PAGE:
[IAEP] [Sugar-devel] journal criticism
eben.eliason at gmail.com
Thu May 28 09:03:27 EDT 2009
On Thu, May 28, 2009 at 5:34 AM, Albert Cahalan <acahalan at gmail.com> wrote:
> James Zaki writes:
>> Understanding hierarchical file structures use the concepts of containers
>> and recursion with no limits (except for total capacity). It is not
>> naturally intuitive, like a tree where branches get smaller from the trunk
>> with fruit/leaves only at the end nodes.
>> Empirically I've seen many new people approach computers (non-tech
>> elder-relatives included), and hierarchical structures are not initially
>> utilised. It was a secondary focus that had to be learnt out of necessity.
> Perhaps the concept is easier to learn as a child. If you've gone
> many decades without it ("non-tech elder relatives") and gotten set
> in your ways, you may be at a disadvantage.
> Let's not leave the next generation at a disadvantage too.
>> Perhaps an activity/game could be made that teaches the concepts
>> of a hierarchical file structure.
> That won't get enough use. Learning to deal with the general features
> of modern computing is much of the reason why the XO even exists, yet
I'm pretty sure most of us agree, and that you already know, that this
is precisely not the case. Sugar was not designed so kids could learn
to use computers. It was designed so kids could learn. Learning about
computers is certainly a subset of that goal, but by no means the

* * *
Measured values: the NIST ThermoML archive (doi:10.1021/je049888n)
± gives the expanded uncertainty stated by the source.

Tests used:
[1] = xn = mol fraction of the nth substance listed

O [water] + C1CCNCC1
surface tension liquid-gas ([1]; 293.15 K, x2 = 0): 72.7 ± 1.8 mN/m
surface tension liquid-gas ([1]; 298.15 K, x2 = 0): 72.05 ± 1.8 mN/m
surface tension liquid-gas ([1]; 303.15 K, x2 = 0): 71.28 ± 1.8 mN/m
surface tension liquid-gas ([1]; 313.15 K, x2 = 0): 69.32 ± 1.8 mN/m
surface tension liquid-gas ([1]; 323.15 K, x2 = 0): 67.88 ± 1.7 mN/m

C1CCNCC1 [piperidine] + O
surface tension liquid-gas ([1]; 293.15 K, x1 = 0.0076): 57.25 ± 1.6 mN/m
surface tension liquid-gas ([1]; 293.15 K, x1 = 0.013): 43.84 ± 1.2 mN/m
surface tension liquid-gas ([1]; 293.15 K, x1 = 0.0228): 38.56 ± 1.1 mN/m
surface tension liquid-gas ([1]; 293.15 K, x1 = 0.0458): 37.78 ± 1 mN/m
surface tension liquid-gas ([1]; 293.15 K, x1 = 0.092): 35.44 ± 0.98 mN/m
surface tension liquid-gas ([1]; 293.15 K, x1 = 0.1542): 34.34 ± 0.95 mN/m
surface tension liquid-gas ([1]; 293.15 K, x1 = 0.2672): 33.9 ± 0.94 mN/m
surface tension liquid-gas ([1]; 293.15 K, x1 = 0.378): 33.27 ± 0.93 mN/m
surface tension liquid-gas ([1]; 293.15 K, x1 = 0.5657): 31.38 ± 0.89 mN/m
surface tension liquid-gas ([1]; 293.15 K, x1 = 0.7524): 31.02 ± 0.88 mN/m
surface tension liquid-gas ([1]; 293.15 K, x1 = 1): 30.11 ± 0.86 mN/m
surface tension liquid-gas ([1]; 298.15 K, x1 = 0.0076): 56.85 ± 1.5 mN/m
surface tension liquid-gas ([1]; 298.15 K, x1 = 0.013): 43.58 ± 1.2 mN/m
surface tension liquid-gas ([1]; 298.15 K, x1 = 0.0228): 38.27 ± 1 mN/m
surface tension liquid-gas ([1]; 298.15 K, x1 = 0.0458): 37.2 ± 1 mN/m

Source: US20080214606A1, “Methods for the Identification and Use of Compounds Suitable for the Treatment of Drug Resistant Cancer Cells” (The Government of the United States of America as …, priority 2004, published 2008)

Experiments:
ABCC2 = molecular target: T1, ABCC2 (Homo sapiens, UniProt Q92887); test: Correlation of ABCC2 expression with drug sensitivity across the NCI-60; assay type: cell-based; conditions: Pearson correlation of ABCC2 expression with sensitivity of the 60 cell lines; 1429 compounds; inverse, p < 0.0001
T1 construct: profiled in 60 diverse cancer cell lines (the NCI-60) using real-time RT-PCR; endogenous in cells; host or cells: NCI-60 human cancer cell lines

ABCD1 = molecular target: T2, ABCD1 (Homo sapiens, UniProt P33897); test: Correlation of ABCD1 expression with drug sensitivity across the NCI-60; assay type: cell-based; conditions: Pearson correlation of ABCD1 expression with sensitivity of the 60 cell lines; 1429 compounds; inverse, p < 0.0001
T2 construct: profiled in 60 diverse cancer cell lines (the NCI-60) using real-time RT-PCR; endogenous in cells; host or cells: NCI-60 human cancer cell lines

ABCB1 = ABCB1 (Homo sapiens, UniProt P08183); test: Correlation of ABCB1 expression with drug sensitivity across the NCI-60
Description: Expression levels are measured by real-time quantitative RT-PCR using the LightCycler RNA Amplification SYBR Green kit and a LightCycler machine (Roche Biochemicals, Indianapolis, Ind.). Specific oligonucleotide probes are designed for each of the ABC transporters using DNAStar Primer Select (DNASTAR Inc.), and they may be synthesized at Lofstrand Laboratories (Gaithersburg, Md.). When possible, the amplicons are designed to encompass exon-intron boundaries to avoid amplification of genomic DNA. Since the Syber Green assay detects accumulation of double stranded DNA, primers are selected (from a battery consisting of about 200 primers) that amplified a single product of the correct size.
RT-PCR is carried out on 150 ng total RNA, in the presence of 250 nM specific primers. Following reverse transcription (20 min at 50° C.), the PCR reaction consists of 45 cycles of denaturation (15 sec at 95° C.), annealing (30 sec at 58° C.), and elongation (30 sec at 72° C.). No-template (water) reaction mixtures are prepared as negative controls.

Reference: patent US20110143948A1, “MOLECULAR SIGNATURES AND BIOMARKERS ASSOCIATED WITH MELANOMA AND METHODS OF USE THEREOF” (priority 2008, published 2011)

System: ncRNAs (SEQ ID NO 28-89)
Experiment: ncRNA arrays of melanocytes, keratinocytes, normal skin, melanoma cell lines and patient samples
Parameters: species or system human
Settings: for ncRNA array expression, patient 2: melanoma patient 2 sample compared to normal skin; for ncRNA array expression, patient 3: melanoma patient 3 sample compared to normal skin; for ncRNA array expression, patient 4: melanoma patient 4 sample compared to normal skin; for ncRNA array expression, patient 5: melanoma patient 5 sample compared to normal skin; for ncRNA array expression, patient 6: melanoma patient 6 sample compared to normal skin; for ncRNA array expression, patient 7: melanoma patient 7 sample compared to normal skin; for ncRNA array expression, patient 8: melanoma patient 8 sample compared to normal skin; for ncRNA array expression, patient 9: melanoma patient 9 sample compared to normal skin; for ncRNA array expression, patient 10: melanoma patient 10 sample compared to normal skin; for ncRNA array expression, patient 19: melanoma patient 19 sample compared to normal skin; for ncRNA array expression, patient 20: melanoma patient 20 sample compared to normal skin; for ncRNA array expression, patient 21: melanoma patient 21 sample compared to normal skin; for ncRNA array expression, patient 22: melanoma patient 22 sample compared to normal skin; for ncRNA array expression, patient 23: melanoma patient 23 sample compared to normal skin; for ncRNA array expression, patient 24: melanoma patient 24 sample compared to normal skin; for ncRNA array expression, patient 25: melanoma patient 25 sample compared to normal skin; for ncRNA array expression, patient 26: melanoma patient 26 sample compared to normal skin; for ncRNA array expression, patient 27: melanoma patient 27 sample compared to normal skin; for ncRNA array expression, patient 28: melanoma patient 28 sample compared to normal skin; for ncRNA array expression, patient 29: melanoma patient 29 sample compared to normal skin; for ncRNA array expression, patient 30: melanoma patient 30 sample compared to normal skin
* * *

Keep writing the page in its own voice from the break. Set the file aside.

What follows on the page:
primary one as you suggest.
/me notes the name of the list...
> the children are denied the opportunity to learn about directories.
An activity which presents these topics would provide such an
opportunity for those kids inclined to explore it, would it not? It
seems that you are confusing opportunity with obligation.
Incidentally, I would actually like to see some changes come about to
the underlying data structures of the Journal so that it isn't so
completely alienated from the filesystem itself. I think many others
would too, but I don't think that forcing that on kids is particularly
useful. Still, making underlying changes to provide the opportunity
for kids to dig in deeper — via an activity, or via the command line —
is a worthy goal.
> IAEP -- It's An Education Project (not a laptop project!)
> IAEP at lists.sugarlabs.org
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